Please note, the sample ‘confirmation of principal terms of business’ letter in Appendix 1 assumes that the regulations do not apply as the contract was agreed at the firm’s premises.

Services Directive

The Services directive requires all service providers, including accountants, to provide certain information to clients and potential clients. There is no specific requirement as to how or where the information has to be provided, although it is likely that a substantial proportion of it will already be included on your letterhead, website and/or in your promotional material.

Guidance on the requirements and the information that must be made available is available in the helpsheet Services directive.

Data protection

Most accountancy firms will be data controllers with regard to most client service offerings (see the helpsheet UK GDPR – Data processor or data controller?) and there will not therefore require specific data processing causes in their contract with their client.

In the rare cases that a firm does act as a data processor, specific contractual clauses must be provided (further guidance is available in Part 3 of the Engagement letters and privacy notices helpsheet).

Whether the firm acts as a data processor or data controller, it will need to ensure that its privacy notice is made available to data subjects.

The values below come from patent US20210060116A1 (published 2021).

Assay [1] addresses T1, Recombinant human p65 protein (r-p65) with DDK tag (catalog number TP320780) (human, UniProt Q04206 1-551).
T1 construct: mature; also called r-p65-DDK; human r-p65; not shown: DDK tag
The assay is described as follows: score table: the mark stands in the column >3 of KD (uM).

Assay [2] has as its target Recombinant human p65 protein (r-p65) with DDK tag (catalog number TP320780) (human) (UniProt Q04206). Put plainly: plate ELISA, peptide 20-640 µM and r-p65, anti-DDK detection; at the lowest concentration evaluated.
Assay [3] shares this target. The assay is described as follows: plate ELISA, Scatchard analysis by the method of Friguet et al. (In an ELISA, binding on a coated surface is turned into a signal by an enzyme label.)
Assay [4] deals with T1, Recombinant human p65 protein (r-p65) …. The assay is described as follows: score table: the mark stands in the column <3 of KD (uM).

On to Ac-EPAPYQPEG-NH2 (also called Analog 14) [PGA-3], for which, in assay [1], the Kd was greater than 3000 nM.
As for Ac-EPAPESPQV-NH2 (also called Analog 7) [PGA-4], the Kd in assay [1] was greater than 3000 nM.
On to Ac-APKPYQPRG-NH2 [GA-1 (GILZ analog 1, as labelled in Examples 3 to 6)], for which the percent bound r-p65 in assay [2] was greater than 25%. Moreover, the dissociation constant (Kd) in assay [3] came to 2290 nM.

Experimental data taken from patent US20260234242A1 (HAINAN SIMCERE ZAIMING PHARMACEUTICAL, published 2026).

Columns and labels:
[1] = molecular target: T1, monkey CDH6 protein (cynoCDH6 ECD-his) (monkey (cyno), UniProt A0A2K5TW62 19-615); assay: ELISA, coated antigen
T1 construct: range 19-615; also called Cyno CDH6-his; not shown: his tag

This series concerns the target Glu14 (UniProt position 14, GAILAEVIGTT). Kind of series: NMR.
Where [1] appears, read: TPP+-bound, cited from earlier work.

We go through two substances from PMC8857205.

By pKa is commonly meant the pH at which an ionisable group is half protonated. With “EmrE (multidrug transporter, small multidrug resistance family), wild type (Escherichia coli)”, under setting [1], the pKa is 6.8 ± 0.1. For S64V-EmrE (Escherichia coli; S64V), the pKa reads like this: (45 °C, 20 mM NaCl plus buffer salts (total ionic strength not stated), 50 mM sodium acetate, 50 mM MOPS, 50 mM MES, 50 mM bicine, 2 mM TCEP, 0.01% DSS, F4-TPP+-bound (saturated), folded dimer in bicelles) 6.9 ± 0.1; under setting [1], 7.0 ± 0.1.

Alternative Dispute Resolution Regulations and handling complaints

Where you enter into an engagement with a consumer, Alternative Dispute Resolution (ADR) Regulations apply. The Regulations do not make the use of ADR mandatory, but they do oblige you tell a consumer about a certified ADR provider and whether you will use them. BEIS has provided a guide for use by businesses.

Your professional obligations

Duty on firms to investigate complaints

ICAEW Disciplinary Bye-Law 11 places a duty to investigate complaints on all firms. Failure to discharge this requirement is of itself misconduct. It states:

Every firm shall ensure that all new clients are informed in writing of the name of the principal to be contacted in the event of their wishing to complain about the firm’s services, and of their right to complain to ICAEW.

If the client is aware you are a sole practitioner, you would not separately have to confirm to the client that complaints should be addressed to you. However, if you have a number of staff and use someone else within your practice (e.g. a senior member of staff) or outside your practice (e.g. an alternate) to review complaints, you ought to make this individual known to the clients.